The house remains furnished as it was when Mr. duPont's wife died and the property was transferred to a foundation and later opened to the public. The interiors showcase an eclectic collection of furniture and art, including some rare French 18th-century furniture, but the duPont's decorated with what appealed to them personally and not necessarily what was considered fashionable at the time. This is particularly evident in the bedrooms which feel very intimate for a house on this scale. Unfortunately, the light upstairs made it difficult to get good photos so I am only sharing the first floor rooms.
While the majority of the rooms on the first floor are grandly furnished, in the conservatory one can sense the personal touch of the occupants. It gives the impression of being the most enjoyed room in the house.
In a corner was this fascinating 'birdbath' which I wish I had asked about. The tour of the house is self-guided, which is my favorite way to view an historic house, but there are 'interpretive' staff members circulating. Next time I will seek one out.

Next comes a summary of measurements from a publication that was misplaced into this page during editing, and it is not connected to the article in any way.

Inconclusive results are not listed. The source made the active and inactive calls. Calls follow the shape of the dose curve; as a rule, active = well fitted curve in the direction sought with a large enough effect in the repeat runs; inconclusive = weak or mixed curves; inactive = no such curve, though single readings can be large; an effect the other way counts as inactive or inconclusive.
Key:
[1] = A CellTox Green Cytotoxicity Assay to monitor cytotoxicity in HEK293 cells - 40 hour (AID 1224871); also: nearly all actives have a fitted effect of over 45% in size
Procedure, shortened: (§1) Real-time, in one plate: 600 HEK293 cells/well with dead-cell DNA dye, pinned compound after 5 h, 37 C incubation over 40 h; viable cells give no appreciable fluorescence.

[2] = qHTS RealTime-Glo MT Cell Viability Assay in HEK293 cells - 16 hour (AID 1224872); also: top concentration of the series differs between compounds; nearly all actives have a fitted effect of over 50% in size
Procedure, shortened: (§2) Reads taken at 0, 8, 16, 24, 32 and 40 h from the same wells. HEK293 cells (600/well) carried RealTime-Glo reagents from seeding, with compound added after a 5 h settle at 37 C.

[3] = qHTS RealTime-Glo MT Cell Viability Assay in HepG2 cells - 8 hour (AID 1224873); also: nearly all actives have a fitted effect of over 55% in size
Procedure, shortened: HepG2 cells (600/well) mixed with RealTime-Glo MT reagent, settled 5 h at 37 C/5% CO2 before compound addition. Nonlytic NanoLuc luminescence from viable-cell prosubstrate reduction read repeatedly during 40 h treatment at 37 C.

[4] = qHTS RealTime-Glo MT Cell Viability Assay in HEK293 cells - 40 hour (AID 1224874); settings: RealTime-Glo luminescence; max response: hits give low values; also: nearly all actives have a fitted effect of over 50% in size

Detail of the treillage in the conservatory:
The conservatory, to the right off the back of the house, faces a boxwood parterre.
From the front of the house begin the extraordinary gardens.
The gardens comprise the largest formal French garden in North America, including a vast reflecting pool and monumental fountains, and are surrounded by nearly 200 acres of woodlands, meadows, lawns, and ponds.
Built to memorialize Mr. duPont's great-grandfather and great-great grandfather, the Colonnade faces a maze garden in front and from the back is a view across one of the ponds to the 'Temple of Love' sheltering a stature of Diana.
I have really only touched on what there is to see both inside and outside the house in this post. For information on visiting Nemours see the estate website. The duPont family established a significant architectural and horticultural legacy in the region. Also worth the a visit if you are in the area are Winterthur and Longwood Gardens.